To All The Boys 2
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Film Review: ‘To All The Boys: P.S. I Still Love You’ Revisits ‘Happily Ever After’

The highly anticipated sequel to To All The Boys I’ve Loved Before delivers a refreshingly real take on first relationships and young love, while still keeping a rom-com spirit. Netflix released P.S. I Still Love You on February 12, two days before I settled down to watch it on Valentine’s Day. The decision to capitalize on the romantic holiday was clear––which is why I think it hit harder when Lara Jean and Peter’s first steps into their newfound relationship weren’t quite what I expected. Instead, what I got was something a little more complex than a feel-good rom-com.

Warning: spoilers ahead.

The sequel begins with Lara Jean dancing gleefully around her room as she gets ready for her first-ever date. As she descends the stairs in a cute red dress with bows on the shoulders, she narrates, “People say fairy tales aren’t real. But sometimes… happily ever after is for real.” Coming from someone who wrote five heartfelt love letters addressed to all the boys she ever loved, the fact that Lara Jean is an idealist and utter romantic comes as no surprise. Which is why, when she receives a letter back from John Ambrose McClaren—“the Model UN guy”—and later meets him in person at her volunteer placement, she becomes confused: “I thought having a boyfriend meant that the mere idea of other boys left your mind completely.”

Thus begins a tentative love triangle that is further compounded by Lara Jean’s feelings of insecurity with Peter, specifically regarding his past relationship with his ex-girlfriend: “But for every first I was having with him, he’d already had his with her.” John Ambrose, on the other hand, is “easier”—there’s nothing to overthink with him. He’s the type to volunteer at the Belleview retirement residence alongside Lara Jean, and commiserate with her in their mutual dislike of flip cup.

The sequel doesn’t have the anticipation of Lara Jean and Peter getting together—the will-they-won’t-they—that the first movie relied upon. Now that Lara Jean and Peter are officially dating, the plot takes more of a realistic turn. The stakes get a little higher. They actually have to put in the work to stay together. And although they try to make things work, it isn’t at all easy. When Peter made mistake after mistake, or when Lara Jean was too quick to give up, I cringed, sighed, and raised an eyebrow or two—some of their actions and decisions confused me.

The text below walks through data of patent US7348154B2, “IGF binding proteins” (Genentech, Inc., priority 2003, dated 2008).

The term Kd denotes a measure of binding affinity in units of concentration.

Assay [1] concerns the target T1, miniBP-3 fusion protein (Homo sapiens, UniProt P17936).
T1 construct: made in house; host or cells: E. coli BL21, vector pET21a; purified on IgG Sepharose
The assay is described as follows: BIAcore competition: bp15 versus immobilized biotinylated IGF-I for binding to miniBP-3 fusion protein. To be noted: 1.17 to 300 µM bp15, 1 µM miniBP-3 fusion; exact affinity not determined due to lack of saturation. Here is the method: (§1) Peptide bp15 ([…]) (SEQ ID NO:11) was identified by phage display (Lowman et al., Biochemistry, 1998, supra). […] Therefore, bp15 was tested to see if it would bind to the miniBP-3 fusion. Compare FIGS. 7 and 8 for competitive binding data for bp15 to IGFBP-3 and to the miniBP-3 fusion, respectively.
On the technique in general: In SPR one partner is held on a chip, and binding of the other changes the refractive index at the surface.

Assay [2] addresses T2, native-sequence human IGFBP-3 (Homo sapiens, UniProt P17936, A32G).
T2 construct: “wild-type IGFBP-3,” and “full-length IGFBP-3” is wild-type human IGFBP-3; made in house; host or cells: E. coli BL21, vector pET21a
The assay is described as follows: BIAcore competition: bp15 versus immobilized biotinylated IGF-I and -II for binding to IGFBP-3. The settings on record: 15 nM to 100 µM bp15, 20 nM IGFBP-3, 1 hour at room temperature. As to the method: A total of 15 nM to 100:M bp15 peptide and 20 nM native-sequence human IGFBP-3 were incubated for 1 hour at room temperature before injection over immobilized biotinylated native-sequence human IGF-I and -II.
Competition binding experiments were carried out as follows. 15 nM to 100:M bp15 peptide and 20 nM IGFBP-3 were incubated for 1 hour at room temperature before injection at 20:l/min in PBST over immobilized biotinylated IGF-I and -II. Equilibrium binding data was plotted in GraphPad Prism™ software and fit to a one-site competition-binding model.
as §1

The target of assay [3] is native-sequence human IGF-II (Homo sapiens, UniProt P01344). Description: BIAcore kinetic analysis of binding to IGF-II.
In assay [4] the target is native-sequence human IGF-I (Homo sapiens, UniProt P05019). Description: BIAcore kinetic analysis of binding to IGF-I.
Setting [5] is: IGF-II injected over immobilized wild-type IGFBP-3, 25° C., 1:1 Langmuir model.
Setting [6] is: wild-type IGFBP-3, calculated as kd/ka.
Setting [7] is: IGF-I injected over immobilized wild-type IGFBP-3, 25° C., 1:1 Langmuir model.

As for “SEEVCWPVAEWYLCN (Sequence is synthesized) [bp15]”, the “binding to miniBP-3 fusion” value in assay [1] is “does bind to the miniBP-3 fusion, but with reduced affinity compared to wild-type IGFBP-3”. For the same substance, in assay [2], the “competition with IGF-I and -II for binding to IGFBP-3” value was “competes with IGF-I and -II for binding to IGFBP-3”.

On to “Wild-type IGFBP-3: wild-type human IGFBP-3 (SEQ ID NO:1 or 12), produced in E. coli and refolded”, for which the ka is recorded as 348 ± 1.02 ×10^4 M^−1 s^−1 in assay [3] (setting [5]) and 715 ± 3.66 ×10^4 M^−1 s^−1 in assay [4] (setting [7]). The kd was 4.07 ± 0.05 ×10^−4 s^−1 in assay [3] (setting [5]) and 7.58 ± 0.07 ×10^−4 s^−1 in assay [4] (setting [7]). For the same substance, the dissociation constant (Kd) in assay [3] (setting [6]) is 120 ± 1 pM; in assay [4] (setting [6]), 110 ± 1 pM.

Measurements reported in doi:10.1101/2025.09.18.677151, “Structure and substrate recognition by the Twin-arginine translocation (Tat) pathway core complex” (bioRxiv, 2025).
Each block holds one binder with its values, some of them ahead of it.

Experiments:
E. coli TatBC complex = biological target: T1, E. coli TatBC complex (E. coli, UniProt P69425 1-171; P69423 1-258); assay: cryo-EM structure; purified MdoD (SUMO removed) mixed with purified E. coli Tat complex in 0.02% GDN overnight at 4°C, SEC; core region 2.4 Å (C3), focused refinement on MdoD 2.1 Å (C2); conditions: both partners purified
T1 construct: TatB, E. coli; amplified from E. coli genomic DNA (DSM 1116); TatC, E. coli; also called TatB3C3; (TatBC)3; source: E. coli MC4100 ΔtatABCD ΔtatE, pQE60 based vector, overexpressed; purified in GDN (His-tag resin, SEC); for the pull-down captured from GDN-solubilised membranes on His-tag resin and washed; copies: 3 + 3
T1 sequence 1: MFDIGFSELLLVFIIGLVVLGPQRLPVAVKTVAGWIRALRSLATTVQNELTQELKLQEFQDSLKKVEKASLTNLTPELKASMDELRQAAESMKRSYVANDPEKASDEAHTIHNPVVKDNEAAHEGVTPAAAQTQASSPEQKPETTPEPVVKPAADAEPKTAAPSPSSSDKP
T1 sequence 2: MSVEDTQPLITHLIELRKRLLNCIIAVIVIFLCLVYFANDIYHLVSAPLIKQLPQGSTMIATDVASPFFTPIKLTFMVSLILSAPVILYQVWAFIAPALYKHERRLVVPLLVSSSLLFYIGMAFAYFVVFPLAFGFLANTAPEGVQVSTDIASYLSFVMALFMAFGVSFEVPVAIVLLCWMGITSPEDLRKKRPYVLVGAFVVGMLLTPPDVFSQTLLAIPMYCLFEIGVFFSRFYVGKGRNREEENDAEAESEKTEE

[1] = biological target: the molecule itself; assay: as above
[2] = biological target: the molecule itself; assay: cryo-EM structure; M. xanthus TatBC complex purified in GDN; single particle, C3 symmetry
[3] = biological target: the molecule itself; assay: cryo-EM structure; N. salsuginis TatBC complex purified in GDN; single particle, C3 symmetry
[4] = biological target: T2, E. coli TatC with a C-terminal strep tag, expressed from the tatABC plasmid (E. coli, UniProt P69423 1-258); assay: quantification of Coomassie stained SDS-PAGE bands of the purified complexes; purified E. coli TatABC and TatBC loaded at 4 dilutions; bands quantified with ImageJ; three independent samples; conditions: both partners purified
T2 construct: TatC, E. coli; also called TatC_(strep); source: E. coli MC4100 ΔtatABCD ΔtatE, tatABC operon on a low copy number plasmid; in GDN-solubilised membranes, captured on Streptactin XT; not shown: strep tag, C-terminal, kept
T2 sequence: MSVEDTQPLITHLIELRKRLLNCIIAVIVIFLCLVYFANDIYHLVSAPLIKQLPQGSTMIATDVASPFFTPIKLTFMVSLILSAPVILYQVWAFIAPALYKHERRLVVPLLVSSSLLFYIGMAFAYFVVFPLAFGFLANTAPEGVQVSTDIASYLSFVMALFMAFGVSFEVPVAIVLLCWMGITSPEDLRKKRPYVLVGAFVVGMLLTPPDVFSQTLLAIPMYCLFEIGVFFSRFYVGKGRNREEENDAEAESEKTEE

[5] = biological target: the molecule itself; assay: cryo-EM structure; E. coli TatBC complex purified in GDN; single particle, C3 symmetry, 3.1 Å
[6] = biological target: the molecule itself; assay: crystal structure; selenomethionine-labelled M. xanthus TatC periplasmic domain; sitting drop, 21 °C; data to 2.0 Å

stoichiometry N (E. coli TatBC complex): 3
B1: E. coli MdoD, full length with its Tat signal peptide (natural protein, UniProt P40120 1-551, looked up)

This is where fans of “Team John Ambrose” come in. But to me, John’s role seemed uncertain. I was unable to decide whether he was a serious romantic candidate, or a vehicle to propel the plot between Lara Jean and Peter forward. But so what? Love triangles are hardly new, and are a proven trope used to reignite the relationship between the main characters, especially when the male lead gets jealous. The trailer was just a little misleading, is all. What surprised me instead was my reaction to how Peter and Lara Jean were behaving as their relationship began to fray at the edges.

When Stormy offers Lara Jean alcohol and she declines, citing her age, a jolt of realization passed through me: that’s right––they’re only sixteen. I was pushing unfair assumptions onto these characters, expecting Peter to be more charming, expecting Lara Jean to be more consistent and less like—well, like a teenager.

”I think it’s time we both had a drink.”

“Stormy, I’m sixteen.”

But Peter isn’t the perfect male lead that gets it right every time. He makes mistakes. He lies. He acts immature. His heart’s in the right place, though that doesn’t excuse the times when he hurts Lara Jean with his actions and decisions. Likewise, Lara Jean is insecure, an overthinker, and hesitates at crucial moments. Moreover, I couldn’t find any justification for her kiss with John Ambrose, as sweet as he is.

While the first film seemed to create this romantic fairy tale setup, the sequel tears it all down in order to build things up again. Even the ending, though written to hit all those Valentine’s Day feels, shows how much effort the two still have ahead of them if they’re going to make things work. Relationships don’t just freeze in place after the end-movie kiss, as P.S. I Still Love You shows. And while I hope that this time, Peter and Lara Jean have truly found their happily ever after, we’ll just have to wait and see how they fare in the third installment: Always and Forever, Lara Jean.

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